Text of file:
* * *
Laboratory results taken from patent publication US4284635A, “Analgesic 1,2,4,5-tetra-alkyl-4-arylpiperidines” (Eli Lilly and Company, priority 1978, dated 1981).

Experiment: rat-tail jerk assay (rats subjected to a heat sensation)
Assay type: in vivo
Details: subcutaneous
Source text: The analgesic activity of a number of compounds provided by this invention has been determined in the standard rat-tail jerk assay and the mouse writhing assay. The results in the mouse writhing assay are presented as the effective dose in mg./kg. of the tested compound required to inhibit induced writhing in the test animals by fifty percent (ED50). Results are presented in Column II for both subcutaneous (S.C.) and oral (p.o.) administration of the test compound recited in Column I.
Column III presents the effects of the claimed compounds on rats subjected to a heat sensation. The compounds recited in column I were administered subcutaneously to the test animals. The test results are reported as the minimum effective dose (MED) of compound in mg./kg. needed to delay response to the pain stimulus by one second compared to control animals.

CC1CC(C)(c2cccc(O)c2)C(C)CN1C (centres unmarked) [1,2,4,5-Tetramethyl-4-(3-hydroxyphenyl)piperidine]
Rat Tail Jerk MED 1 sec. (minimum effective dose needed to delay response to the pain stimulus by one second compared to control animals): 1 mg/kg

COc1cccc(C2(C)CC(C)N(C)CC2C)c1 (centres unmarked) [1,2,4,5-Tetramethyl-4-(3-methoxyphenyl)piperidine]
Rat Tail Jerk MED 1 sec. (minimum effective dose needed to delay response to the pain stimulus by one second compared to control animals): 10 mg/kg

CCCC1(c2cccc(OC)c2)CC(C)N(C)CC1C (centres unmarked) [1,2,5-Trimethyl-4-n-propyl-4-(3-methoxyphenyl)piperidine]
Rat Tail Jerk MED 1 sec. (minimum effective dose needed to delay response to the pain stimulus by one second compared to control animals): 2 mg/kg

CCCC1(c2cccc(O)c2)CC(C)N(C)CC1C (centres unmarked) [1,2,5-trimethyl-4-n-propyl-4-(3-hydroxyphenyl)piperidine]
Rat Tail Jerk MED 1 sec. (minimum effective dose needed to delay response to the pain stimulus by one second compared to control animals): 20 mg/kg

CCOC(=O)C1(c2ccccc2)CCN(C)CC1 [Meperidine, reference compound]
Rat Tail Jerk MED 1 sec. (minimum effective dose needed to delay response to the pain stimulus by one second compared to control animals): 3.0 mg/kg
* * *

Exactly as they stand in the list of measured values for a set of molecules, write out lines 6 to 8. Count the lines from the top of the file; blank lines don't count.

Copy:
Column III presents the effects of the claimed compounds on rats subjected to a heat sensation. The compounds recited in column I were administered subcutaneously to the test animals. The test results are reported as the minimum effective dose (MED) of compound in mg./kg. needed to delay response to the pain stimulus by one second compared to control animals.

CC1CC(C)(c2cccc(O)c2)C(C)CN1C (centres unmarked) [1,2,4,5-Tetramethyl-4-(3-hydroxyphenyl)piperidine]
Rat Tail Jerk MED 1 sec. (minimum effective dose needed to delay response to the pain stimulus by one second compared to control animals): 1 mg/kg